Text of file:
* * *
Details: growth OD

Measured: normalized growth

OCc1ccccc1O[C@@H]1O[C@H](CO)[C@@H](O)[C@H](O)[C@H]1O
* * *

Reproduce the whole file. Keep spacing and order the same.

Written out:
Details: growth OD

Measured: normalized growth

OCc1ccccc1O[C@@H]1O[C@H](CO)[C@@H](O)[C@H](O)[C@H]1O